Louisiana’s six congressmen voted with their party as the House of Representatives formalized the ground rules for their impeachment inquiry of Donald Trump.
WASHINGTON (WWL-TV) — All six Louisiana congressmen voted along party lines Thursday on a resolution in the House of Representatives that laid down ground rules for the impeachment inquiry into President Donald Trump’s dealings with Ukraine.
House Minority Whip Steve Scalise led his four Republican colleagues in opposing the resolution. Reps. Ralph Abraham, Garret Graves, Clay Higgins and Mike Johnson voted no.
Scalise slammed the impeachment inquiry as a sham conducted with a tainted “Soviet-style” process.
“The House deserves better. The people of this country deserve better,” Scalise said following the vote.
Rep. Cedric Richmond, the sole Democrat in the state’s delegation, was the only yes vote from Louisiana. Richmond represents New Orleans and Baton Rouge.
Richmond did not release a statement following the vote but told Eyewitness News earlier this month that Trump would have to answer for violating the constitution.
“The oath that I took was to always protect the constitution and this guy has run over the constitution with a streetcar, frontward and backward and he’s going to have to answer for it,” Richmond said.
The 232-196 vote was expected to be highly partisan and largely ended up that way. All House Republicans voted against the resolution and two Democratic defectors joined them. Independent Rep. Justin Amash of Michigan voted yes alongside the Democrats.
Thursday’s vote was not a formal vote on articles of impeachment against Trump. Instead, the vote outlined the rules for the impeachment inquiry as lawmakers prepare to begin public hearings.
The rules lay out how the House Intelligence Committee — now leading the investigation by deposing diplomats and other officials behind closed doors — would transition to public hearings.
That panel would issue a report and release transcripts of the closed-door interviews it has been conducting.
The Judiciary Committee would then decide whether to recommend that the House impeach Trump. Both Cedric Richmond and Mike Johnson are on the Judiciary Committee.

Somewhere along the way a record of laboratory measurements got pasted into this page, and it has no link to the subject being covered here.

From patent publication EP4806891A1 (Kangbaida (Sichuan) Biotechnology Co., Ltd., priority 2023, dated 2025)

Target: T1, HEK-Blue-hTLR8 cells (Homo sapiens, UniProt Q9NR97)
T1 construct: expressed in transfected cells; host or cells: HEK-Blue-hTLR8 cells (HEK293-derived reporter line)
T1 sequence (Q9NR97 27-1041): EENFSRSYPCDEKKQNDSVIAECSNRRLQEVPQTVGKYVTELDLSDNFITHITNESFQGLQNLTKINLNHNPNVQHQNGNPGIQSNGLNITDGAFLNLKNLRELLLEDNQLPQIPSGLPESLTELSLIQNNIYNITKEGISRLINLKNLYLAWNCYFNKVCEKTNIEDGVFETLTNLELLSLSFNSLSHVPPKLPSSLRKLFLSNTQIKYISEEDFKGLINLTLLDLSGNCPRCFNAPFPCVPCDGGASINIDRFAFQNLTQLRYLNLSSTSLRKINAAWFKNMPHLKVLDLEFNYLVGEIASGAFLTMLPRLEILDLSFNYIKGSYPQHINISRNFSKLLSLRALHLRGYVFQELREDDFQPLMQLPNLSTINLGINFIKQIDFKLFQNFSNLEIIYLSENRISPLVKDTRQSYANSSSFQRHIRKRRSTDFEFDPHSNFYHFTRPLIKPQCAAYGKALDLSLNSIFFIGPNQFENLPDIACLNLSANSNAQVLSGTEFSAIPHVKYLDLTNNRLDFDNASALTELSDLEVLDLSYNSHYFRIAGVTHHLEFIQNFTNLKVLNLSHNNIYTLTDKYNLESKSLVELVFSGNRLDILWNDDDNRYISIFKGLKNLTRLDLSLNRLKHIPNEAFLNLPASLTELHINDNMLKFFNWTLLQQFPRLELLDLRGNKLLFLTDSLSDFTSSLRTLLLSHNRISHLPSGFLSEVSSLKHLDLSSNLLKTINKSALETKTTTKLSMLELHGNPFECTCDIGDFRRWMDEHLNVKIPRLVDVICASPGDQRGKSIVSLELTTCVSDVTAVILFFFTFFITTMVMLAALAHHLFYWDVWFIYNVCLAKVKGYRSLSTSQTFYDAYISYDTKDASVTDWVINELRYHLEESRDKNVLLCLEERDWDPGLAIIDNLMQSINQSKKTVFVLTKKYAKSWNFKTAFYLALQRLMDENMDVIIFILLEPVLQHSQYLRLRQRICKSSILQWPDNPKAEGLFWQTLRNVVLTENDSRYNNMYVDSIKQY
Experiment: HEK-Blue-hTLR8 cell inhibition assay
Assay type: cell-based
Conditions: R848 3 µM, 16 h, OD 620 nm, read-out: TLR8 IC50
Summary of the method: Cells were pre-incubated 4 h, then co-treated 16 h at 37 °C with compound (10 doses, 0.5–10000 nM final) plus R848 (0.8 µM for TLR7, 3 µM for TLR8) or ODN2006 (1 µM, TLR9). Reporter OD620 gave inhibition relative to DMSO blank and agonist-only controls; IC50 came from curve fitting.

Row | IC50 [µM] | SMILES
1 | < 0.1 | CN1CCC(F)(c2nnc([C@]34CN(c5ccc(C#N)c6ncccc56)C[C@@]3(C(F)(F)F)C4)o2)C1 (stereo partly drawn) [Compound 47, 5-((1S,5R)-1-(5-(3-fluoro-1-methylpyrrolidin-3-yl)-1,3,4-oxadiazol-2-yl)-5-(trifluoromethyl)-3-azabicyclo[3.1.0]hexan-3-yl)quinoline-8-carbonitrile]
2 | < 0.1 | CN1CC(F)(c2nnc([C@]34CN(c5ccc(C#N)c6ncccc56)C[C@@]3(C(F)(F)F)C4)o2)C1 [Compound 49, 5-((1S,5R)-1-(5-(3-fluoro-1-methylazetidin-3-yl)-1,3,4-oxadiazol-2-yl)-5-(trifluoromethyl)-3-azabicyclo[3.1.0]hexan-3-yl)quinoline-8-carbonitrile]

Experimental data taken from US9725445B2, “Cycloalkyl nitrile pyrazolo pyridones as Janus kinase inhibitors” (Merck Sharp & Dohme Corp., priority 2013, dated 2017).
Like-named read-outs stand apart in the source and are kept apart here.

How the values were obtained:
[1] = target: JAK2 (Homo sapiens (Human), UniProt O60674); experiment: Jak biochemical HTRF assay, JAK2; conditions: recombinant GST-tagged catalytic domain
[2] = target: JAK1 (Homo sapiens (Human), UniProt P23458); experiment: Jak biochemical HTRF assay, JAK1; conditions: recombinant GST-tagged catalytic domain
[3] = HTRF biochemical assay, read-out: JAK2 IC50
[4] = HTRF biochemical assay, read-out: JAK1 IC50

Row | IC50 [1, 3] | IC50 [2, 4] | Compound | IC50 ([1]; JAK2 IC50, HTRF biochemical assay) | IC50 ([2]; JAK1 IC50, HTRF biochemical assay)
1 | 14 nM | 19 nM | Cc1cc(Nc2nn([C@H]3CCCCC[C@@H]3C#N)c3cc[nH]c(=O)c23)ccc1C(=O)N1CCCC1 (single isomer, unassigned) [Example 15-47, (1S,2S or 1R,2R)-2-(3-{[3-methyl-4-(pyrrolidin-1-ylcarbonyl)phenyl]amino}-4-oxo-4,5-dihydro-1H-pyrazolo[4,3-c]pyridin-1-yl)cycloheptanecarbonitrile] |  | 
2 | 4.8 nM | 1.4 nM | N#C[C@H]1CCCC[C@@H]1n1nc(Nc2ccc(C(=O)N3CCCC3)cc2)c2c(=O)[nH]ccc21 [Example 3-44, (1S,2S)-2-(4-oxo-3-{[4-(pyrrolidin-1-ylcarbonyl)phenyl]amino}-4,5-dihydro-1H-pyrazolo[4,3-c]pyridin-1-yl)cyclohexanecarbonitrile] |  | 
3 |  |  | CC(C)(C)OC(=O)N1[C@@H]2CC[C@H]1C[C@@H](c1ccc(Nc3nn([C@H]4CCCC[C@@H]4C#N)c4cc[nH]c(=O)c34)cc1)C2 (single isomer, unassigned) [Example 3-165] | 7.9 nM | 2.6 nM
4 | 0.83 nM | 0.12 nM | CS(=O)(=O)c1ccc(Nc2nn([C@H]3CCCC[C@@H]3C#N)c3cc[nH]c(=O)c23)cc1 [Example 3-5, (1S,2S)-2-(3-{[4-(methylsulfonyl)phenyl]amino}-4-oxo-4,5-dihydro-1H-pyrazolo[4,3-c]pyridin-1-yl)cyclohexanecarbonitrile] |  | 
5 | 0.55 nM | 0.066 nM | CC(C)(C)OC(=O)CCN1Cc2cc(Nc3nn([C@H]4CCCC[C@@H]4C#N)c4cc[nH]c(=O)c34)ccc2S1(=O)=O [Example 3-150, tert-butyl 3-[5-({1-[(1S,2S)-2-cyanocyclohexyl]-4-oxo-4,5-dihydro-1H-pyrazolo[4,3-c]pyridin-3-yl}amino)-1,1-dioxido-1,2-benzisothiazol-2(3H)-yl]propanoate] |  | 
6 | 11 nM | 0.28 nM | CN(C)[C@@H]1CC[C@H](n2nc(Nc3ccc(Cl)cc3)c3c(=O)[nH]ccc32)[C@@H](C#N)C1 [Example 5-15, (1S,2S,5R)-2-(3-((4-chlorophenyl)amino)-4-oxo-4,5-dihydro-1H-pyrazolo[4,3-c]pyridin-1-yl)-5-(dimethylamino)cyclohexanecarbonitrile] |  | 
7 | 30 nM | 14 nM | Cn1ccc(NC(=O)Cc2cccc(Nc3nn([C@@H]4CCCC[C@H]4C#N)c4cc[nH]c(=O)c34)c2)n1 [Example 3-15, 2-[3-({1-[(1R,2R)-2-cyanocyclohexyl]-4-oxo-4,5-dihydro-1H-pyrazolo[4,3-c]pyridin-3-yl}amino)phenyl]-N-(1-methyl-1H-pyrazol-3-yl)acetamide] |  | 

According to the rules for hearings, Republicans could only issue subpoenas for witnesses to appear if the entire panel approved them — in effect giving Democrats veto power.
Attorneys for Trump could participate in the Judiciary Committee proceedings. But in a bid for leverage, panel Chairman Jerrold Nadler, D-N.Y., would be allowed to deny “specific requests” by Trump representatives if the White House continued refusing to provide documents or witnesses sought by Democratic investigators.
The rules also direct House committees “to continue their ongoing investigations” of Trump.
Closed-door Hearings Over
For weeks, the House has been holding closed-door interviews with witnesses that have drawn the ire of some Republicans. Clay Higgins, who represents Louisiana’s Lafayette area, is the only member of the state’s delegation who has been taking part in the closed-door hearings.
Higgins is a member of the Oversight committee.
In an email to WWL-TV, he said he understood the frustration of other House Republicans, calling the hearings “unnecessarily secretive” with “zero due process.”
At one of the hearings, Scalise led a contingent of Republicans into a secure room, stopping a deposition with Laura Cooper, a senior Defense Department official who oversees Ukraine policy.
“I rise in strong opposition to the way that this impeachment inquiry is being conducted in secret, behind closed doors,” Scalise said in a statement. “This is not the way it should be done – maybe in the Soviet Union this is how they conduct hearings. This is not how it should be done in the United States of America.”
Republicans have spoken up in recent weeks against what they said were secretive meetings that didn’t give Trump a chance to defend himself.
Democrats said the procedures — which give them the ability to curb the president’s lawyers from calling witnesses — are similar to rules used during the impeachment proceedings of Presidents Richard Nixon and Bill Clinton. Republicans complained they were skewed against Trump.